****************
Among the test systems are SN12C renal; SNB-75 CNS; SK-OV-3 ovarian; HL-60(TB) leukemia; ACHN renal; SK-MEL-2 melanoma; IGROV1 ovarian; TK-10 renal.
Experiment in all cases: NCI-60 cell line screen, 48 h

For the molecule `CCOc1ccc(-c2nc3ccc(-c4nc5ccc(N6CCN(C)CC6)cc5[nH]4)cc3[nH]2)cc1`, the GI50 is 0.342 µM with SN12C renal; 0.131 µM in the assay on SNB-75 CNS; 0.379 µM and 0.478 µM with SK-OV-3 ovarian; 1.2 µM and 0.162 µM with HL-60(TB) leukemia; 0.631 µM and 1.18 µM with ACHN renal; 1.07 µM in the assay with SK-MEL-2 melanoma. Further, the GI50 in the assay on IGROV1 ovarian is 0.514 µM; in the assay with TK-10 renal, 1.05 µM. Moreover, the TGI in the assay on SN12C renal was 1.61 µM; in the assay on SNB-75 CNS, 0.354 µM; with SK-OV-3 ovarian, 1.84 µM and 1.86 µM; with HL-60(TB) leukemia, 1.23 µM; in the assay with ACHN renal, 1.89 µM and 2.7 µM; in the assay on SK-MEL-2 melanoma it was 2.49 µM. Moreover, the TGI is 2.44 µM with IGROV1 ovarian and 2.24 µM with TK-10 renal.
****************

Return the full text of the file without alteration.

Among the test systems are SN12C renal; SNB-75 CNS; SK-OV-3 ovarian; HL-60(TB) leukemia; ACHN renal; SK-MEL-2 melanoma; IGROV1 ovarian; TK-10 renal.
Experiment in all cases: NCI-60 cell line screen, 48 h

For the molecule `CCOc1ccc(-c2nc3ccc(-c4nc5ccc(N6CCN(C)CC6)cc5[nH]4)cc3[nH]2)cc1`, the GI50 is 0.342 µM with SN12C renal; 0.131 µM in the assay on SNB-75 CNS; 0.379 µM and 0.478 µM with SK-OV-3 ovarian; 1.2 µM and 0.162 µM with HL-60(TB) leukemia; 0.631 µM and 1.18 µM with ACHN renal; 1.07 µM in the assay with SK-MEL-2 melanoma. Further, the GI50 in the assay on IGROV1 ovarian is 0.514 µM; in the assay with TK-10 renal, 1.05 µM. Moreover, the TGI in the assay on SN12C renal was 1.61 µM; in the assay on SNB-75 CNS, 0.354 µM; with SK-OV-3 ovarian, 1.84 µM and 1.86 µM; with HL-60(TB) leukemia, 1.23 µM; in the assay with ACHN renal, 1.89 µM and 2.7 µM; in the assay on SK-MEL-2 melanoma it was 2.49 µM. Moreover, the TGI is 2.44 µM with IGROV1 ovarian and 2.24 µM with TK-10 renal.